Different types of public figures

    The court also outlined three different types of public figures. They are as follows:

    • General public figures: These individuals have voluntarily placed themselves in the public view.
    • Limited-purpose public figures: This sort of public figure is someone who has thrust him or herself into the spotlight for a specific reason, such as addressing a controversy. A good example may be Kim Davis, the county clerk for Rowan County, Kentucky who refused to issue marriage certificates to same-sex couples.
    • Involuntary public figures: It is not as clear who exactly, these individuals may be, but suffice to say they're rarely the focal point of defamation cases. These individuals did not voluntarily assume the risk of injury that comes with being in the spotlight, but are in public view for one reason or another.

    The case-by-case nature of public figures 

    Public figure status is usually determined on a case-by-case basis. There is a concern about placing too many people in the public figure category, and making it too easy for defendants to shut down defamation lawsuits. Local notoriety, for instance, does not necessarily mean someone is a public figure. The spotlight should shine on something closer to a national basis. A semi-professional football player, for instance, may not be considered a public figure though he may be known to many people within the region his team represents. However, someone who plays football in the NFL is most likely a public figure, due to his national prominence.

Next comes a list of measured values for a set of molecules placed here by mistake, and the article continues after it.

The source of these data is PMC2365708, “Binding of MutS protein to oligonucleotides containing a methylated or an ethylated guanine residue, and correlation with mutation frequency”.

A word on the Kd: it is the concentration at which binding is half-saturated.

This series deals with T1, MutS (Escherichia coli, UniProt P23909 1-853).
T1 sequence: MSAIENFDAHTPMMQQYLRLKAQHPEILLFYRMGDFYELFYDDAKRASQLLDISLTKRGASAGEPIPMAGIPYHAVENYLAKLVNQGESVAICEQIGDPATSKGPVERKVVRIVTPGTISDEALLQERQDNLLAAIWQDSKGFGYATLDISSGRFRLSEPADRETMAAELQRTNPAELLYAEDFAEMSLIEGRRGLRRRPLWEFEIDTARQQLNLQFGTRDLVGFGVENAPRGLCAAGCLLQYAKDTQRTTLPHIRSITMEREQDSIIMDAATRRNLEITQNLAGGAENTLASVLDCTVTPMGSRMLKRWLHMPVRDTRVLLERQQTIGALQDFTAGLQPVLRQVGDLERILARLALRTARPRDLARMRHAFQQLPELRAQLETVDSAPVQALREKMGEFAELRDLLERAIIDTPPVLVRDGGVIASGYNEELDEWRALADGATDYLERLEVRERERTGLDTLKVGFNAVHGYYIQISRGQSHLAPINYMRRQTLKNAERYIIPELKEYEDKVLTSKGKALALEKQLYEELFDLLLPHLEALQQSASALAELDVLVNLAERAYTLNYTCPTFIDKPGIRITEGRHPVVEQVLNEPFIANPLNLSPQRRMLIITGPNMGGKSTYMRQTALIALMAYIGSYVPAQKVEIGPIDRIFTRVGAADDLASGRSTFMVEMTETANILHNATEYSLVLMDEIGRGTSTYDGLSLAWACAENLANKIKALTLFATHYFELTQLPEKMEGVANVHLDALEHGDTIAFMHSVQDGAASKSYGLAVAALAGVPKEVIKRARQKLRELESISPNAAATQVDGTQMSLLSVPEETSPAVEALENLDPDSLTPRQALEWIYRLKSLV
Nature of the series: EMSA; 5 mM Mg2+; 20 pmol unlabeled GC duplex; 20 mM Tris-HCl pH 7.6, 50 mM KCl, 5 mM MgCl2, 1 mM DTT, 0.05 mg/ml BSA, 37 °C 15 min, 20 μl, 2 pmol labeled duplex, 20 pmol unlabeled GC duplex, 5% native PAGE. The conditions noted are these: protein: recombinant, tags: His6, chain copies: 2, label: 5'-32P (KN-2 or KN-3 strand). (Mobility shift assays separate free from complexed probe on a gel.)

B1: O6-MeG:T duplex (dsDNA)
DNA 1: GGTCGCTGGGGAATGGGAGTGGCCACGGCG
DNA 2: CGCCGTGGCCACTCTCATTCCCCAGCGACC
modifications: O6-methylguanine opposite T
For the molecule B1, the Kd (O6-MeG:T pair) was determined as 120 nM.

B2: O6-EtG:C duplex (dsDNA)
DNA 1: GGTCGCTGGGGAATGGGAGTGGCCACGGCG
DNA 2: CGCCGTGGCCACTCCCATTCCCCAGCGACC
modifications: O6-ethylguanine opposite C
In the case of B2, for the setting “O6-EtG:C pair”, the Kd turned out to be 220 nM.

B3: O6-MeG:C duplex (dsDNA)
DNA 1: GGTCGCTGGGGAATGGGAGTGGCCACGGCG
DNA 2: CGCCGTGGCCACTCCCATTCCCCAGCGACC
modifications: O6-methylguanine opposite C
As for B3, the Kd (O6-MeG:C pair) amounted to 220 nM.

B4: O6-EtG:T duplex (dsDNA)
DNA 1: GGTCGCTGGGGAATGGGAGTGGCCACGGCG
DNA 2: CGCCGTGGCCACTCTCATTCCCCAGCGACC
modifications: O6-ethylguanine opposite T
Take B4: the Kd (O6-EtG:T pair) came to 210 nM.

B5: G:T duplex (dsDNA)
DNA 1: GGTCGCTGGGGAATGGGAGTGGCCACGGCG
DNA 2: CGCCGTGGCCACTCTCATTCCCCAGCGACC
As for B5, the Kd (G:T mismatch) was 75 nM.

If you're unsure about whether or not you're a public figure, speak with an entertainment law attorney for more information.

    Otherwise, for more articles dealing with entertainment law, check out:

    The post Entertainment Law: What Makes a Public Figure? appeared first on .

    Reality TV Doesn’t Always Pay Well

    Posted on Monday April 11, 2016

    Reality TV Doesn't Always Pay Well

    All reality television stars are not created equal.

    Some reality TV cast members are hauling in millions through their contracts, while others aren't making much at all. The cast of the iconic MTV reality TV show, "The Real World," for example, did not make much per week. However, their rent was paid. The cast of "Vanderpump Rules," meanwhile, collected a mere $5,000 for the entire first season of the show, Reality Tea reported. Despite the fact that these reality TV stars didn't make much money per episode, they weren't exactly stuck in dead-end jobs either.

    The Trade-off